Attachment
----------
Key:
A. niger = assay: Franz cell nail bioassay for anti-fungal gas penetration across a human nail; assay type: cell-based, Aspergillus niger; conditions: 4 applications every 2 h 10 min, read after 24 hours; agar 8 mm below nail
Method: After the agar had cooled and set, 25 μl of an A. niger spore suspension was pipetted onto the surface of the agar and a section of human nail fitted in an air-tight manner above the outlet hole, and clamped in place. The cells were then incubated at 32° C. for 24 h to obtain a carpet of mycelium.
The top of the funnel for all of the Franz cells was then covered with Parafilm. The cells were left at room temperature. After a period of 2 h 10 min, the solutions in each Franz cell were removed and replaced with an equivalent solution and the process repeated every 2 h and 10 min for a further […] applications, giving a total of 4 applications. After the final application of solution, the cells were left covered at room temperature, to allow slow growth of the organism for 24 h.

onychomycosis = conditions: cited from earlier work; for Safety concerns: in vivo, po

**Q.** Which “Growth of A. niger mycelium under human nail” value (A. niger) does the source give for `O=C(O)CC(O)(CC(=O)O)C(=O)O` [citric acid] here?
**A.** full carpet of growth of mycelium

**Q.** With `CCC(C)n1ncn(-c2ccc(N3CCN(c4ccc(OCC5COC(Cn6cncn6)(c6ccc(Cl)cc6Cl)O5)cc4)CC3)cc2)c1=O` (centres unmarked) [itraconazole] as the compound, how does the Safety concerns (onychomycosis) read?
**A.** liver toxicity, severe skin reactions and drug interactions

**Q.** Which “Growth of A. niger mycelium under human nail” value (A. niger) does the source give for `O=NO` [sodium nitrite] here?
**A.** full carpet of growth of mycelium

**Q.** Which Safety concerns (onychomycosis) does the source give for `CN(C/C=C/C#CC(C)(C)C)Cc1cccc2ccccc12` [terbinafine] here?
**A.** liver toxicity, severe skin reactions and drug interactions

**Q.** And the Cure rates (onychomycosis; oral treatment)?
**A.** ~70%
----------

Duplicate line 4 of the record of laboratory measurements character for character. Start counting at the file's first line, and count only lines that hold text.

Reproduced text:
The top of the funnel for all of the Franz cells was then covered with Parafilm. The cells were left at room temperature. After a period of 2 h 10 min, the solutions in each Franz cell were removed and replaced with an equivalent solution and the process repeated every 2 h and 10 min for a further […] applications, giving a total of 4 applications. After the final application of solution, the cells were left covered at room temperature, to allow slow growth of the organism for 24 h.